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November 9, 2010 / jasonpinto

Clearing, Exposing, and Analyzing

Willow Smith may be responsible for one of the catchiest songs of 2010.  I may be able to hum that song, but as you can clearly see from my picture,  I am certainly not able to “whip my hair back and forth”.

This weekend, my bald head caught the brunt of a dart board as it fell off a wall. It left quite a mark. While my first thought may have been, “I really need a Bud Light, now”, my immediate next thought was, “Dang. There’s no way I can hide this.” There was blood and a bump, and everyone at the office was going to see it the next day.

When it comes to marketing, we sometimes wish that we could hide the results of our campaigns.

Many businesses are moving as fast as they can. This may mean launching marketing initiatives as fast as possible, and then moving onto the next one. Well, while it’s certainly very commendable to take the approach “I must do something for marketing” as opposed to “It’s too much work; no time for marketing”, we should also realize how important it is to analyze what we have done.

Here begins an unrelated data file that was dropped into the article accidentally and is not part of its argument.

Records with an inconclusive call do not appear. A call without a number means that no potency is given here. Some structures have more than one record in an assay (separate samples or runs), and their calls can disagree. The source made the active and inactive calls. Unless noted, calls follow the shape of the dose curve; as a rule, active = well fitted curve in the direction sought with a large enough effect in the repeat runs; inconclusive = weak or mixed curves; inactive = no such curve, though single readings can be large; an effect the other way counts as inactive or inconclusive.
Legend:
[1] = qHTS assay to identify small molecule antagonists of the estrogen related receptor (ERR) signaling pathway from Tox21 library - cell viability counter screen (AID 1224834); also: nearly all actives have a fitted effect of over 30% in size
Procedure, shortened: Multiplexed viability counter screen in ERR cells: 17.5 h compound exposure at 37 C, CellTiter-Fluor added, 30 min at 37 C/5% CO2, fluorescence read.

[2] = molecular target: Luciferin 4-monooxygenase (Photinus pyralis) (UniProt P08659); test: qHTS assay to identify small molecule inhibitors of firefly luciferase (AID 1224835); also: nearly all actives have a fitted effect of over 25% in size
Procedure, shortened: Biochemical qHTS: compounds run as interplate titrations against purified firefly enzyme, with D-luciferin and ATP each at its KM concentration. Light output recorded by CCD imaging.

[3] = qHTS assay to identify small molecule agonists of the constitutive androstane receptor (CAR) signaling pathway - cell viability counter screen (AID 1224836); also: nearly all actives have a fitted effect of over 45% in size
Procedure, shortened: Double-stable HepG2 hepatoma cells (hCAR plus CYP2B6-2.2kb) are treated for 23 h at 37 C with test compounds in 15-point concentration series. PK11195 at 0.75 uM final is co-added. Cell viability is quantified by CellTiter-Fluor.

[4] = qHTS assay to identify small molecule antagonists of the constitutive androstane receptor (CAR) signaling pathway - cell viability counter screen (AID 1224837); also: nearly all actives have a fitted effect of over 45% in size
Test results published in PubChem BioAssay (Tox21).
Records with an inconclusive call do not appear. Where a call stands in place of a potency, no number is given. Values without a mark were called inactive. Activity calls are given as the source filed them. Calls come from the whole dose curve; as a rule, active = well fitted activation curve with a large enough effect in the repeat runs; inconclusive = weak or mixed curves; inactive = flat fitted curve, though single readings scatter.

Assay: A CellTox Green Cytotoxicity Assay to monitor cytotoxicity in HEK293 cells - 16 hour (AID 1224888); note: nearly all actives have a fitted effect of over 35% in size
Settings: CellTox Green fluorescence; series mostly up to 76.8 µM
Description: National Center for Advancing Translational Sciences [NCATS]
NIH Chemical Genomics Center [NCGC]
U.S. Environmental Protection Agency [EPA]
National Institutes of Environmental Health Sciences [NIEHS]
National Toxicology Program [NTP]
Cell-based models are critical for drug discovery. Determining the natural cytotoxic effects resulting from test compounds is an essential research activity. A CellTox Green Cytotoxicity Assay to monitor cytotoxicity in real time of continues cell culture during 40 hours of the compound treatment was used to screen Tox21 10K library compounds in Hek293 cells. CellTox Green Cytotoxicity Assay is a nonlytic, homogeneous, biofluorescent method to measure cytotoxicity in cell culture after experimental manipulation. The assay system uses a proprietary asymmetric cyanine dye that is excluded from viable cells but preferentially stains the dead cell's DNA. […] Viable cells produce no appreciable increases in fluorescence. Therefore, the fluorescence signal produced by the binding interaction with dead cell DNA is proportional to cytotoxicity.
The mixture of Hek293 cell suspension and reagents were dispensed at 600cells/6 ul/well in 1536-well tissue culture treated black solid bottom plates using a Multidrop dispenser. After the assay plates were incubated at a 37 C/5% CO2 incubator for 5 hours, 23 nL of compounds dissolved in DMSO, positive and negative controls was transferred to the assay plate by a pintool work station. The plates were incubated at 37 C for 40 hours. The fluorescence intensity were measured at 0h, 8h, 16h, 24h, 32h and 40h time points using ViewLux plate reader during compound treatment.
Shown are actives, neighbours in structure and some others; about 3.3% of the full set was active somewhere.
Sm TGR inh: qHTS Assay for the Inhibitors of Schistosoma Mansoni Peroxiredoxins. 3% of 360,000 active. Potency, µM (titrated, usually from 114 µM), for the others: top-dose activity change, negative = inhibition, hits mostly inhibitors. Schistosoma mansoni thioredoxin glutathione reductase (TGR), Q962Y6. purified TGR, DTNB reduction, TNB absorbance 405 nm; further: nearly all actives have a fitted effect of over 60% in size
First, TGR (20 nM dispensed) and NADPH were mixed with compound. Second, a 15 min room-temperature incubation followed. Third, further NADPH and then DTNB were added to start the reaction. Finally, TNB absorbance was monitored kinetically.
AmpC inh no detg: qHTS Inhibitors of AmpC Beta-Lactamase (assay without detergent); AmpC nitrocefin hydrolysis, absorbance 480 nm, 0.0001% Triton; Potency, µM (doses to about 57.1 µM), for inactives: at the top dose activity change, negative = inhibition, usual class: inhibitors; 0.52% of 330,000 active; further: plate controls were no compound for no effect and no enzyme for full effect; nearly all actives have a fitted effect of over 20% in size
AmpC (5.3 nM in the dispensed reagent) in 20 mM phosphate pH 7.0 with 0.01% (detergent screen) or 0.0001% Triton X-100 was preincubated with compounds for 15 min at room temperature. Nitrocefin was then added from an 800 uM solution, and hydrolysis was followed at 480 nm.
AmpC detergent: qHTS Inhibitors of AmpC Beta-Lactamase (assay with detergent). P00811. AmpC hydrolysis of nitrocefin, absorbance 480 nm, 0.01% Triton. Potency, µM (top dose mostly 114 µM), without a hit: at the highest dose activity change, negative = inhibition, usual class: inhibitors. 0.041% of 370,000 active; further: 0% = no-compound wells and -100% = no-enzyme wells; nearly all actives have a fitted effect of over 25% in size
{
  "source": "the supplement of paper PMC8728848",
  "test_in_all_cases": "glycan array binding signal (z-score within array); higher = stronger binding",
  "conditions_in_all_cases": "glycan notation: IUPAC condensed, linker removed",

Some people might avoid devoting time to reviewing reports because of a lack of time. Others may find that it’s hard to do so. Or, in some cases, we may actually be scared to see how a campaign performed!

However, our future campaigns will only deliver success if we truly understand why a current one is performing the way it is. This is true whether our current campaign is a stinker, or a glowing case-study-waiting-to-be-published-in-the-pages-of-marketing-magazines.

To do this, we certainly need to look at summaries and totals. We need to know how many people are visiting our website, clicking on a banner ad, or responding to a direct mail piece.  But we should also devote time to drilling down into those numbers.

In some cases, the reasons for this are practical: “did we really have that many website visitors? Or did we forget to exclude hits from our own office?” In other cases, the reasons will save our job: “No one clicked the link in our email? Did the link actually work? Was the list any good?”

The answers to these questions may not be pretty. We may squirm a bit in our chair as we learn the answers, and then share them with others. They may appear similar to a nasty cut on an exposed scalp.

But the only way that we’ll ever get better is if we expose those answers, analyze them, and convert that into actionable intelligence.


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